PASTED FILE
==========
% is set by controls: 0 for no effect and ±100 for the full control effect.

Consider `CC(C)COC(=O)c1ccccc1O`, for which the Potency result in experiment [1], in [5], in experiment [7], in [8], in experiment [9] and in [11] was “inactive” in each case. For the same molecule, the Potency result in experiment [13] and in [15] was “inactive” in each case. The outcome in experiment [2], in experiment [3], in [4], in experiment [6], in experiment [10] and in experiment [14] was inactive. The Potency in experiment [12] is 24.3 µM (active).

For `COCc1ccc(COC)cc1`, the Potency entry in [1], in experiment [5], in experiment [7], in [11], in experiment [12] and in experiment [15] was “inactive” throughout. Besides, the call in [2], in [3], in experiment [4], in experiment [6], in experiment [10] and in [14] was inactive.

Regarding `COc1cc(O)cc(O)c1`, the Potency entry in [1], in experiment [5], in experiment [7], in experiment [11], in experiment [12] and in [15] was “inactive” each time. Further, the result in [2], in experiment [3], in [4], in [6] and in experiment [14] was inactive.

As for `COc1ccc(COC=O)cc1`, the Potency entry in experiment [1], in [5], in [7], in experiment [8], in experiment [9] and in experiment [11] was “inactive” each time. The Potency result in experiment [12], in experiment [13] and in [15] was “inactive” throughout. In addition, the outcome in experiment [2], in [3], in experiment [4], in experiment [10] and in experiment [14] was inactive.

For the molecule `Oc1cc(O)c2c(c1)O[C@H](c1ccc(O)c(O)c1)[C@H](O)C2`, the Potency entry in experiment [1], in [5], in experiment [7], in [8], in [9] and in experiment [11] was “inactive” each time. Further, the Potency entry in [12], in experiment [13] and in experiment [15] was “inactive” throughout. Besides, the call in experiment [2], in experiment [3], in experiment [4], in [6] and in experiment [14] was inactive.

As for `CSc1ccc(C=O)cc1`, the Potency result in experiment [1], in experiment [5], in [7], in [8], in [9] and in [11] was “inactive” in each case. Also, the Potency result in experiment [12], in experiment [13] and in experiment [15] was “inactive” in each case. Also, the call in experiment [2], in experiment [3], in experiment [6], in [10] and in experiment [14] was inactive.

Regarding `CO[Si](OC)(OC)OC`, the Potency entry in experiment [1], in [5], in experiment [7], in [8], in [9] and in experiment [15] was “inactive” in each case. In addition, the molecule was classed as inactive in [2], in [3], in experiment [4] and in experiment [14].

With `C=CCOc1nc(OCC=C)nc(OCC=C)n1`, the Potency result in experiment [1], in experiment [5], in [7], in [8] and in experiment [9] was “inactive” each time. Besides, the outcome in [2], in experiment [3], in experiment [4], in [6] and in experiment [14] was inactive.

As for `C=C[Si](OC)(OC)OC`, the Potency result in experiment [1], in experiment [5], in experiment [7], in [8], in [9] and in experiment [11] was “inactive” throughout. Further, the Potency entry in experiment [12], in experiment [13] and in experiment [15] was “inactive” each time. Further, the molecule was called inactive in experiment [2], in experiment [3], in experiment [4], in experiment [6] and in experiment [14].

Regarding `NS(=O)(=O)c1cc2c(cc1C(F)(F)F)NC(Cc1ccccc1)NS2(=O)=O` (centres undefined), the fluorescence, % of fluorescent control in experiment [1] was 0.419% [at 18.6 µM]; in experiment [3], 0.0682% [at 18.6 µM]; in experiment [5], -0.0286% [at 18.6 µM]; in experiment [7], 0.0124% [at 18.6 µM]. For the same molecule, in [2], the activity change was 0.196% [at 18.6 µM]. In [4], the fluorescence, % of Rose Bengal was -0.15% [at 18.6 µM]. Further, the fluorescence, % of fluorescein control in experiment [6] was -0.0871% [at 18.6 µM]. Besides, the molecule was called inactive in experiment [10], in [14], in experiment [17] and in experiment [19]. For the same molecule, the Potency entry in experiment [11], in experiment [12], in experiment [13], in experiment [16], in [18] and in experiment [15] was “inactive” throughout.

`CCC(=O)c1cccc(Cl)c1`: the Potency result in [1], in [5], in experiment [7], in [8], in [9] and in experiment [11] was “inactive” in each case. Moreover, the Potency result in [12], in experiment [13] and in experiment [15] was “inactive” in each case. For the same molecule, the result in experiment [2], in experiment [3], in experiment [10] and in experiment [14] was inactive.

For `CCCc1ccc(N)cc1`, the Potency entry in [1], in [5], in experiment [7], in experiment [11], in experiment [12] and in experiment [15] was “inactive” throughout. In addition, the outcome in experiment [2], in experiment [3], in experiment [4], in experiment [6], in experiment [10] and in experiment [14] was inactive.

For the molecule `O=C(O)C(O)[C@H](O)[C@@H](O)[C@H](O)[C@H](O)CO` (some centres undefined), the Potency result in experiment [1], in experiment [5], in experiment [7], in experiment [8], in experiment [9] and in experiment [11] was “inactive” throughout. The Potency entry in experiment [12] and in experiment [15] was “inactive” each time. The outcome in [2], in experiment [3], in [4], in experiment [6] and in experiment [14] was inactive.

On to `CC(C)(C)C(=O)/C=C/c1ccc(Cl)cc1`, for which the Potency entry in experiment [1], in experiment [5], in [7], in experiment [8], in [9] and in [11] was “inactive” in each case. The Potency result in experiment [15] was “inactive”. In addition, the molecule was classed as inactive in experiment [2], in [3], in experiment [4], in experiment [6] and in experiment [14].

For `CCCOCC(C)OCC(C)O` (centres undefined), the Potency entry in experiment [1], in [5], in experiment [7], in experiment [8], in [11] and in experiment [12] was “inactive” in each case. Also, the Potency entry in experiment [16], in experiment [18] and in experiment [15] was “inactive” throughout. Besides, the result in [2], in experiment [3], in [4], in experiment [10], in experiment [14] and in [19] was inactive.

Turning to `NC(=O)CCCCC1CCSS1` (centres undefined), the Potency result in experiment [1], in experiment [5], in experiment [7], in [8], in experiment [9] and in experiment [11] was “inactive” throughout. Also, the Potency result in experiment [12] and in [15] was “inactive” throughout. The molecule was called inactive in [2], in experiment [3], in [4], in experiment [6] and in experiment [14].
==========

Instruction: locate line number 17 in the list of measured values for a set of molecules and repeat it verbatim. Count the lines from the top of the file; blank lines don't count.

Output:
Turning to `NC(=O)CCCCC1CCSS1` (centres undefined), the Potency result in experiment [1], in experiment [5], in experiment [7], in [8], in experiment [9] and in experiment [11] was “inactive” throughout. Also, the Potency result in experiment [12] and in [15] was “inactive” throughout. The molecule was called inactive in [2], in experiment [3], in [4], in experiment [6] and in experiment [14].